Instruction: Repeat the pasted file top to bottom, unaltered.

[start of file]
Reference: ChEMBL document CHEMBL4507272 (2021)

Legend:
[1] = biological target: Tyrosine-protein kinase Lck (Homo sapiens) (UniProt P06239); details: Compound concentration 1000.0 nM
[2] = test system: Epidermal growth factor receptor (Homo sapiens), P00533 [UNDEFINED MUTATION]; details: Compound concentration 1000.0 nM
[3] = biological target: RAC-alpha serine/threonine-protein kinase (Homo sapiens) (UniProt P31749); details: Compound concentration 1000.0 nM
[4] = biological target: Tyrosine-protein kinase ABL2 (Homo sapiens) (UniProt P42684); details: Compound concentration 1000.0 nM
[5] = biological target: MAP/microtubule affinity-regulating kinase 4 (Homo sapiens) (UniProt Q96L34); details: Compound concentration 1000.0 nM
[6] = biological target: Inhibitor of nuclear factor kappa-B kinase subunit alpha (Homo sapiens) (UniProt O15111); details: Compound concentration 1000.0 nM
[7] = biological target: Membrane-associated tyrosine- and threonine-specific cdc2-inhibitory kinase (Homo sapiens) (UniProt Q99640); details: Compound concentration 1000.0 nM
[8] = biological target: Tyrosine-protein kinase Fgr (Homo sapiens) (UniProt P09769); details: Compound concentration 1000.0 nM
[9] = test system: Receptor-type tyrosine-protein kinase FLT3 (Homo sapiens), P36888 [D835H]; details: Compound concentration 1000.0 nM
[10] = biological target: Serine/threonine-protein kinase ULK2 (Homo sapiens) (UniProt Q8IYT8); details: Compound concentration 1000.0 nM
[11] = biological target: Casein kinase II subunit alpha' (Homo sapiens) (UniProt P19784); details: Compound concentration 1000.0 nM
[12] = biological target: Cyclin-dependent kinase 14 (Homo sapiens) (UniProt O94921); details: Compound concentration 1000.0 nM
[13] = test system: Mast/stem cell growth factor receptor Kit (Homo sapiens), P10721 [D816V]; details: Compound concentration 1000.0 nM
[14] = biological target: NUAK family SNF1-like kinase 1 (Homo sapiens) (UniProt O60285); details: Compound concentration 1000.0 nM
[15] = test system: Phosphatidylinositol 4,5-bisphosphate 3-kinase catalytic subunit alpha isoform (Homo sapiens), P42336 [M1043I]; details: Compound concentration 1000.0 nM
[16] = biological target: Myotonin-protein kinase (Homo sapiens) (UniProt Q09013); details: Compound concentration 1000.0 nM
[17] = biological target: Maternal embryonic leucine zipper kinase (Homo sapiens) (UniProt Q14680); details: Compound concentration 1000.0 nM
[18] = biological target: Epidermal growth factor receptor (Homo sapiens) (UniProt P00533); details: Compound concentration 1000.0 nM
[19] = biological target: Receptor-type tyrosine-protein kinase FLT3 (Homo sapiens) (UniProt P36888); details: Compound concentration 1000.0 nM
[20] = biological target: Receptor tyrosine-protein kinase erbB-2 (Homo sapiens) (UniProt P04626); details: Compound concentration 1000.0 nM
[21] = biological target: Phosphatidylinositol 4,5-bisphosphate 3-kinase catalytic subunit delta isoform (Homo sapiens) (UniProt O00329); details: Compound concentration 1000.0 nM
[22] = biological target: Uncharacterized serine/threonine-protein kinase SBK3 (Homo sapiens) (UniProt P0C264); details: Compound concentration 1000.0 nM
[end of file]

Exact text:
Reference: ChEMBL document CHEMBL4507272 (2021)

Legend:
[1] = biological target: Tyrosine-protein kinase Lck (Homo sapiens) (UniProt P06239); details: Compound concentration 1000.0 nM
[2] = test system: Epidermal growth factor receptor (Homo sapiens), P00533 [UNDEFINED MUTATION]; details: Compound concentration 1000.0 nM
[3] = biological target: RAC-alpha serine/threonine-protein kinase (Homo sapiens) (UniProt P31749); details: Compound concentration 1000.0 nM
[4] = biological target: Tyrosine-protein kinase ABL2 (Homo sapiens) (UniProt P42684); details: Compound concentration 1000.0 nM
[5] = biological target: MAP/microtubule affinity-regulating kinase 4 (Homo sapiens) (UniProt Q96L34); details: Compound concentration 1000.0 nM
[6] = biological target: Inhibitor of nuclear factor kappa-B kinase subunit alpha (Homo sapiens) (UniProt O15111); details: Compound concentration 1000.0 nM
[7] = biological target: Membrane-associated tyrosine- and threonine-specific cdc2-inhibitory kinase (Homo sapiens) (UniProt Q99640); details: Compound concentration 1000.0 nM
[8] = biological target: Tyrosine-protein kinase Fgr (Homo sapiens) (UniProt P09769); details: Compound concentration 1000.0 nM
[9] = test system: Receptor-type tyrosine-protein kinase FLT3 (Homo sapiens), P36888 [D835H]; details: Compound concentration 1000.0 nM
[10] = biological target: Serine/threonine-protein kinase ULK2 (Homo sapiens) (UniProt Q8IYT8); details: Compound concentration 1000.0 nM
[11] = biological target: Casein kinase II subunit alpha' (Homo sapiens) (UniProt P19784); details: Compound concentration 1000.0 nM
[12] = biological target: Cyclin-dependent kinase 14 (Homo sapiens) (UniProt O94921); details: Compound concentration 1000.0 nM
[13] = test system: Mast/stem cell growth factor receptor Kit (Homo sapiens), P10721 [D816V]; details: Compound concentration 1000.0 nM
[14] = biological target: NUAK family SNF1-like kinase 1 (Homo sapiens) (UniProt O60285); details: Compound concentration 1000.0 nM
[15] = test system: Phosphatidylinositol 4,5-bisphosphate 3-kinase catalytic subunit alpha isoform (Homo sapiens), P42336 [M1043I]; details: Compound concentration 1000.0 nM
[16] = biological target: Myotonin-protein kinase (Homo sapiens) (UniProt Q09013); details: Compound concentration 1000.0 nM
[17] = biological target: Maternal embryonic leucine zipper kinase (Homo sapiens) (UniProt Q14680); details: Compound concentration 1000.0 nM
[18] = biological target: Epidermal growth factor receptor (Homo sapiens) (UniProt P00533); details: Compound concentration 1000.0 nM
[19] = biological target: Receptor-type tyrosine-protein kinase FLT3 (Homo sapiens) (UniProt P36888); details: Compound concentration 1000.0 nM
[20] = biological target: Receptor tyrosine-protein kinase erbB-2 (Homo sapiens) (UniProt P04626); details: Compound concentration 1000.0 nM
[21] = biological target: Phosphatidylinositol 4,5-bisphosphate 3-kinase catalytic subunit delta isoform (Homo sapiens) (UniProt O00329); details: Compound concentration 1000.0 nM
[22] = biological target: Uncharacterized serine/threonine-protein kinase SBK3 (Homo sapiens) (UniProt P0C264); details: Compound concentration 1000.0 nM